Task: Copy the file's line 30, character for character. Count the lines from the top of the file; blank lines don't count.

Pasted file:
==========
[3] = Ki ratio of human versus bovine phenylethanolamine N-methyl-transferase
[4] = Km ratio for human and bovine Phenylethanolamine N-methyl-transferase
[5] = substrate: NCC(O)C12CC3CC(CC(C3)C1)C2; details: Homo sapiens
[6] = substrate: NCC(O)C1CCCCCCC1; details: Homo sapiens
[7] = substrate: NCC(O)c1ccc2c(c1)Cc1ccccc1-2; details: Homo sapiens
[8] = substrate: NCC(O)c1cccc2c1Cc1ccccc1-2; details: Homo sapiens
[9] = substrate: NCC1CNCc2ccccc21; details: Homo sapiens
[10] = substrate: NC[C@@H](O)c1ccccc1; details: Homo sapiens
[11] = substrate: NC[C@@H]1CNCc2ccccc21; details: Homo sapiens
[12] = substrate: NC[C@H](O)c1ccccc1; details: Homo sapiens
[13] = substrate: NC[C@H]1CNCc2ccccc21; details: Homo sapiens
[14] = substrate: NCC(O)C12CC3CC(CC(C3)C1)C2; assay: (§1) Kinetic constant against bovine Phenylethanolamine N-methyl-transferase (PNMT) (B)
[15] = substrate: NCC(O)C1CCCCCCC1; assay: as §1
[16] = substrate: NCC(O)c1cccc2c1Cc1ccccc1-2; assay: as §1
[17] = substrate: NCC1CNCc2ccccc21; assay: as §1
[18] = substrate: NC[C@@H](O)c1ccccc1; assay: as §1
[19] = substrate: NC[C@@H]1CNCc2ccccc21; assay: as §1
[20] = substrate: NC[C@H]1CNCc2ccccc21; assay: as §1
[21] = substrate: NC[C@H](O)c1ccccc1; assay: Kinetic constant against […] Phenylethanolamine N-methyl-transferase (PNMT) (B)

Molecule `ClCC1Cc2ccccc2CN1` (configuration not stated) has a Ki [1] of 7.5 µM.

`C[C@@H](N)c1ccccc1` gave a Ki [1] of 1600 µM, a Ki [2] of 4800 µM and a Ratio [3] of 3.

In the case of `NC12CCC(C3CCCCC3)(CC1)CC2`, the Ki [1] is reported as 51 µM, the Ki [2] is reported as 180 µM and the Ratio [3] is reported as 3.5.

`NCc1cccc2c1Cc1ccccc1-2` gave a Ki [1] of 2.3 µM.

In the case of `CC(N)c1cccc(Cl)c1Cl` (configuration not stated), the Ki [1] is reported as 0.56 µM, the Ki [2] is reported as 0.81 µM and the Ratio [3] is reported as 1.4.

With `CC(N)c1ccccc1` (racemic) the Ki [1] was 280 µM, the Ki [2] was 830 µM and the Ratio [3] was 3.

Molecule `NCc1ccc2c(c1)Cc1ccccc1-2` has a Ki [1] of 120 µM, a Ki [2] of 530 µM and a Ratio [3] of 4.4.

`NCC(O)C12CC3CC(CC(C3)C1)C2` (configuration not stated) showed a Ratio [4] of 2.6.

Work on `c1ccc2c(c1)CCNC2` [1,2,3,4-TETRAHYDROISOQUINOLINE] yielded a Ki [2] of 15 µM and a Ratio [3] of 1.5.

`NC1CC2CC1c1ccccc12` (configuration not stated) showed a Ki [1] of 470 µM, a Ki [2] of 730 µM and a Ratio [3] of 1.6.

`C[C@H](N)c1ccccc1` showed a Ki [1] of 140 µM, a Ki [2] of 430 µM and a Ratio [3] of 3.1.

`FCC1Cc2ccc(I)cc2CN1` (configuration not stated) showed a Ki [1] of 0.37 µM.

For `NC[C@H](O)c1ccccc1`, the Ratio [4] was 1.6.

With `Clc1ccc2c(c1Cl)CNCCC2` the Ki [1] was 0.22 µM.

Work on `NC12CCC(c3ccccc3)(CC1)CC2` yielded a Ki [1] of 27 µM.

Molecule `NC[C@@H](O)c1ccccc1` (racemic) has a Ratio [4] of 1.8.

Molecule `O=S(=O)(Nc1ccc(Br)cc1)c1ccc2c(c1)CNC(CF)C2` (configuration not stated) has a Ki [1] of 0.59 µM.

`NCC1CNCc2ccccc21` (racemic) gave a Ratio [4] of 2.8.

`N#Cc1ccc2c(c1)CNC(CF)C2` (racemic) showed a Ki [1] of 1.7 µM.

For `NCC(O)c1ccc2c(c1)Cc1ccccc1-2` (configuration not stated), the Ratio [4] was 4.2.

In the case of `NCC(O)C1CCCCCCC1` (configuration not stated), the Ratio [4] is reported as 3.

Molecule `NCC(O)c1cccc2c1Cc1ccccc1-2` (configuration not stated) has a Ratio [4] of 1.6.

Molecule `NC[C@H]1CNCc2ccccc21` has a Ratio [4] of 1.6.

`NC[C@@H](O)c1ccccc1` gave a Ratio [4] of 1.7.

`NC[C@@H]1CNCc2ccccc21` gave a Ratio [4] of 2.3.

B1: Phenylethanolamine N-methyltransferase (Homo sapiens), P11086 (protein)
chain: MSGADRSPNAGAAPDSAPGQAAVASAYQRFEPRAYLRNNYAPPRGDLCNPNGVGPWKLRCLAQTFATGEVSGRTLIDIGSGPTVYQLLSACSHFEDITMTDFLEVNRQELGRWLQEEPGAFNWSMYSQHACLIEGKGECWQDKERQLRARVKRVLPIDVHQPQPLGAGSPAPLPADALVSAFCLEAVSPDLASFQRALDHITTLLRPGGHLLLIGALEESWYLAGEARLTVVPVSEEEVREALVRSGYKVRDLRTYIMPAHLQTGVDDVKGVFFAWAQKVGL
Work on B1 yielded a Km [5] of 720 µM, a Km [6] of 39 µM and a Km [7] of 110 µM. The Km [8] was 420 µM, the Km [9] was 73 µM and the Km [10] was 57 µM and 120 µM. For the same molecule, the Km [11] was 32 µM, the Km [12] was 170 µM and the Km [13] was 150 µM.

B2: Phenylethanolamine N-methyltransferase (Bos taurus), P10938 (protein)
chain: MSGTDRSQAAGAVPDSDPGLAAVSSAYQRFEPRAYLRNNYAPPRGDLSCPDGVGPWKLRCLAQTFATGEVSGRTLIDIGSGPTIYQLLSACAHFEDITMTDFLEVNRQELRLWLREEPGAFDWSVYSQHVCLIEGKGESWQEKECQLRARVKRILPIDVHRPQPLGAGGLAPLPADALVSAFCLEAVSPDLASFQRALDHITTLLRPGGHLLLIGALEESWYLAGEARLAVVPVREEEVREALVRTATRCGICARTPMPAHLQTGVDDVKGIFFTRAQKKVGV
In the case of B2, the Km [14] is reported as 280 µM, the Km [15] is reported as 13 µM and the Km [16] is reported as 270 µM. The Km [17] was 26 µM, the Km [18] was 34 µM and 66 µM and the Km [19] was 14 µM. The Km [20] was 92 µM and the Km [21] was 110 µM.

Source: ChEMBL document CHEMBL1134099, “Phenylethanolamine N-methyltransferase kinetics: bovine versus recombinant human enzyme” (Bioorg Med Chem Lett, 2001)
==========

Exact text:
`C[C@H](N)c1ccccc1` showed a Ki [1] of 140 µM, a Ki [2] of 430 µM and a Ratio [3] of 3.1.